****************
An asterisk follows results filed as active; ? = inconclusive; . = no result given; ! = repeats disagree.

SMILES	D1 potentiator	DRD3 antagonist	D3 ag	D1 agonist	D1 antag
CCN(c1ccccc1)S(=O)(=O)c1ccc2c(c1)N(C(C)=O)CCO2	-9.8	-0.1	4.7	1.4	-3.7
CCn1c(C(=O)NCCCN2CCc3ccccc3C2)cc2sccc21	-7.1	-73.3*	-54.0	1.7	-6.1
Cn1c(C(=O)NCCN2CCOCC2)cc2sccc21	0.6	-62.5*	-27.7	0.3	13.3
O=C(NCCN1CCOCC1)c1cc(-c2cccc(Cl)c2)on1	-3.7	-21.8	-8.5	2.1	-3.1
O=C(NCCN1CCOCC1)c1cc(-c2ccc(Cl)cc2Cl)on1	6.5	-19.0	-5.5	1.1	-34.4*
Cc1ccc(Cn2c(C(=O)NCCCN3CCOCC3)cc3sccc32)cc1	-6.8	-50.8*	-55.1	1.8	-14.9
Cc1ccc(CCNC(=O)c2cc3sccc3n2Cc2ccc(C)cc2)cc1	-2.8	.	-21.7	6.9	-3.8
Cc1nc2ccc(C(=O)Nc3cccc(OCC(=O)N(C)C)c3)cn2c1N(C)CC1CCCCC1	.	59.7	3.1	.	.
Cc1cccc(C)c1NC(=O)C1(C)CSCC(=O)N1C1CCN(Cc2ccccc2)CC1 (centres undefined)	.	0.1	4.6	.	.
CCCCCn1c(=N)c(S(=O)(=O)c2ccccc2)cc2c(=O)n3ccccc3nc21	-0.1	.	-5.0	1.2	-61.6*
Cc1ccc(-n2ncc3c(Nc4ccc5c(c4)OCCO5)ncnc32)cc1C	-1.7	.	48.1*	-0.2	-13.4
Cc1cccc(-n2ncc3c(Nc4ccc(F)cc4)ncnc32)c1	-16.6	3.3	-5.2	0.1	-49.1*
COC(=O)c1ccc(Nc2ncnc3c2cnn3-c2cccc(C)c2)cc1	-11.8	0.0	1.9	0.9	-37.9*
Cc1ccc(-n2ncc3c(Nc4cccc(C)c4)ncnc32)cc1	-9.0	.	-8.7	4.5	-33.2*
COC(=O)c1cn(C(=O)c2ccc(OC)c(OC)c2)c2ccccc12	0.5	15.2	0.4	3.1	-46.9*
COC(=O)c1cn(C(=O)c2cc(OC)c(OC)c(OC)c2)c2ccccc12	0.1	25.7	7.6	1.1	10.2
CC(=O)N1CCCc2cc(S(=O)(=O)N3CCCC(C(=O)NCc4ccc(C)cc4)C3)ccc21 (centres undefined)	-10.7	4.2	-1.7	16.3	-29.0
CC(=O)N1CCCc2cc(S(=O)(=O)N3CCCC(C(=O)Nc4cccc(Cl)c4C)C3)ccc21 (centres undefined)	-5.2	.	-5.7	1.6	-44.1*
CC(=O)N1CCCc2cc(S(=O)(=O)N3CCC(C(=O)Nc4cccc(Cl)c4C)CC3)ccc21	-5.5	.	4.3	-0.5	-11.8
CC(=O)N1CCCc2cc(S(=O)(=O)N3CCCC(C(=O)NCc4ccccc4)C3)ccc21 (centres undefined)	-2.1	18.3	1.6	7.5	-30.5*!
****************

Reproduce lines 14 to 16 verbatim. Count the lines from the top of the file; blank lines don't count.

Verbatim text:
Cc1cccc(-n2ncc3c(Nc4ccc(F)cc4)ncnc32)c1	-16.6	3.3	-5.2	0.1	-49.1*
COC(=O)c1ccc(Nc2ncnc3c2cnn3-c2cccc(C)c2)cc1	-11.8	0.0	1.9	0.9	-37.9*
Cc1ccc(-n2ncc3c(Nc4cccc(C)c4)ncnc32)cc1	-9.0	.	-8.7	4.5	-33.2*